Is Their Depression Affecting You?
In life there are givers and takers but the person who gives the most sometimes isn't even aware just how much of themselves they are sacrificing. As a caregiver it's very easy to be drawn into a situation where the needs of another begin to dominate. It's also not uncommon to find other family members are only too prepared to let one person shoulder most of the burden.
Giving help and support to a loved one is the most human thing to do but we can't ignore the fact there is often a price to pay. The longer we subsume our needs to those of another the greater the risk to our own health and wellbeing. Over time it is not uncommon to develop negative feelings and resentments, yet some givers may forge ahead without stopping to reflect on how the situation is affecting them.
We all have feelings but long-term caregivers may suppress them. These same people have a higher incidence of stomach complaints, headaches, cardiac disease, anxiety and, somewhat ironically, depression. So how do you know if your long-term care for someone with depression is affecting you? Well there are a number of questions you might ask yourself and the more of these you answer yes to, the higher the chances that you are directly affected by your caregiving role. For example:
- Do you feel anxious, lonely or sad?
- Do you get irritated or frustrated?
- Do you feel you have neglected other people and your own interests because of their depression?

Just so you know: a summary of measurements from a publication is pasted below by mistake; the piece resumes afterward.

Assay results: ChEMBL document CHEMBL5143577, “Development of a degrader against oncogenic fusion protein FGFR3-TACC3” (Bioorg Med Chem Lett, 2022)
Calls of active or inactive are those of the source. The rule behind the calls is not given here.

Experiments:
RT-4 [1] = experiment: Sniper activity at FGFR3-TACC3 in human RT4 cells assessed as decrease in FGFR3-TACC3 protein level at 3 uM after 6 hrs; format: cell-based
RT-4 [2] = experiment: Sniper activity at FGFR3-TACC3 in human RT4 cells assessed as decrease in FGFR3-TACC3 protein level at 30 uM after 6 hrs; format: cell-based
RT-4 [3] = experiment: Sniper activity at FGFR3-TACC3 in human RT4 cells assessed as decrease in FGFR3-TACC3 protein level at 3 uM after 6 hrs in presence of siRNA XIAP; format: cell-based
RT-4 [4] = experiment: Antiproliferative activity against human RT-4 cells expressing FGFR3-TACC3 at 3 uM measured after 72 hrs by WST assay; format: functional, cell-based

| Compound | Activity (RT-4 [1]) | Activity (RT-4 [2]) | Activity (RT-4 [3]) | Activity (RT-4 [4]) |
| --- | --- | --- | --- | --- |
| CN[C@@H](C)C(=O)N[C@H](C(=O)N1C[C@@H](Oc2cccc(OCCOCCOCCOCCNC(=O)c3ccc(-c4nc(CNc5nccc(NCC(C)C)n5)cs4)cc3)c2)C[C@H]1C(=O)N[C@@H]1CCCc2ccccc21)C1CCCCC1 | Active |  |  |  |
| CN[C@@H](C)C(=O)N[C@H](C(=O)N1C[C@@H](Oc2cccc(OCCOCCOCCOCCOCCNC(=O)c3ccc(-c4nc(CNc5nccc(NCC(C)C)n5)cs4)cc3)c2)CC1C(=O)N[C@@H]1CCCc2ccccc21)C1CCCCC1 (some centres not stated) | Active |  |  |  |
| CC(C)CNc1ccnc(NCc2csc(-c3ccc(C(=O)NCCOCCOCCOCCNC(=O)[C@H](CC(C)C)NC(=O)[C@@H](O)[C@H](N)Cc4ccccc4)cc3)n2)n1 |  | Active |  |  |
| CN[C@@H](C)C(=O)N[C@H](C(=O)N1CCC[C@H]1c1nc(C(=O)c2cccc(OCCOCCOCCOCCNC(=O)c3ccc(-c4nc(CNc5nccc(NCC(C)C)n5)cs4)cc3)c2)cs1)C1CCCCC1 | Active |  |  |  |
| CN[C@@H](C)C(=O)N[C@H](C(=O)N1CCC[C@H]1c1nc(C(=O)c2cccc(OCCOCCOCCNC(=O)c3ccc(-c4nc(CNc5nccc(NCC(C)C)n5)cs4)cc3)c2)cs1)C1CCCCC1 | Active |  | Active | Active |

- Do you feel less productive?
- Do you feel embarrassed by their depression or your situation?
- Do you ever wish you could walk away from it all?
- Do you sense more friction in your relationship?
- Do you sense a greater imbalance in your relationship as a result of their depression?
- Do you feel less in control of your life these days?
There are more formal, valid and reliable questionnaires out there, but for our purposes my example is sufficient to get the idea across. My point is that you are ill-served by giving too much of yourself and paying too little heed to your own needs. From a giving perspective you are actually a better caregiver if you pay attention to your own needs. The less you attend to your own needs the more your abilities to care for others are affected.
So, it’s all about balance. Natural givers don’t find it easy to focus on themselves, but self-sacrifice should only go so far if there are alternatives – and usually there are.